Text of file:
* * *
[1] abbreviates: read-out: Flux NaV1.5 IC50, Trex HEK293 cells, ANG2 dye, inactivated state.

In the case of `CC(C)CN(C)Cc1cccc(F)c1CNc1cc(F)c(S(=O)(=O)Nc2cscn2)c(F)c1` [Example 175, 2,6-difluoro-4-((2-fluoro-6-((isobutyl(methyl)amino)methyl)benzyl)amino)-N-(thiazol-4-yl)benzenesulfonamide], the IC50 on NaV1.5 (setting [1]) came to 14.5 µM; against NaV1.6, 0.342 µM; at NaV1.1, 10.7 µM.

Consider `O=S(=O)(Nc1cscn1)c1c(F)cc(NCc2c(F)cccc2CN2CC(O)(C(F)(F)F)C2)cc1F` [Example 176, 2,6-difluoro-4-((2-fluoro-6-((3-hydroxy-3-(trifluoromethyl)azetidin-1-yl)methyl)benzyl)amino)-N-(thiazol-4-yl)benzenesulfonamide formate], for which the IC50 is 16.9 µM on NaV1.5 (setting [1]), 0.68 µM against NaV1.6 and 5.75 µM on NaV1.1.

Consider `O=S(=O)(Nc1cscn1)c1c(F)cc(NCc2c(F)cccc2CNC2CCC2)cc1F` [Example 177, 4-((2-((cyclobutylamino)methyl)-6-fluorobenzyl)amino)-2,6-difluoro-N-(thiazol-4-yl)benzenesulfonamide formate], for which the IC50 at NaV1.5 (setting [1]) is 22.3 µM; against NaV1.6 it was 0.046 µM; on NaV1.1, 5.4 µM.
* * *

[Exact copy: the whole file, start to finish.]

[1] abbreviates: read-out: Flux NaV1.5 IC50, Trex HEK293 cells, ANG2 dye, inactivated state.

In the case of `CC(C)CN(C)Cc1cccc(F)c1CNc1cc(F)c(S(=O)(=O)Nc2cscn2)c(F)c1` [Example 175, 2,6-difluoro-4-((2-fluoro-6-((isobutyl(methyl)amino)methyl)benzyl)amino)-N-(thiazol-4-yl)benzenesulfonamide], the IC50 on NaV1.5 (setting [1]) came to 14.5 µM; against NaV1.6, 0.342 µM; at NaV1.1, 10.7 µM.

Consider `O=S(=O)(Nc1cscn1)c1c(F)cc(NCc2c(F)cccc2CN2CC(O)(C(F)(F)F)C2)cc1F` [Example 176, 2,6-difluoro-4-((2-fluoro-6-((3-hydroxy-3-(trifluoromethyl)azetidin-1-yl)methyl)benzyl)amino)-N-(thiazol-4-yl)benzenesulfonamide formate], for which the IC50 is 16.9 µM on NaV1.5 (setting [1]), 0.68 µM against NaV1.6 and 5.75 µM on NaV1.1.

Consider `O=S(=O)(Nc1cscn1)c1c(F)cc(NCc2c(F)cccc2CNC2CCC2)cc1F` [Example 177, 4-((2-((cyclobutylamino)methyl)-6-fluorobenzyl)amino)-2,6-difluoro-N-(thiazol-4-yl)benzenesulfonamide formate], for which the IC50 at NaV1.5 (setting [1]) is 22.3 µM; against NaV1.6 it was 0.046 µM; on NaV1.1, 5.4 µM.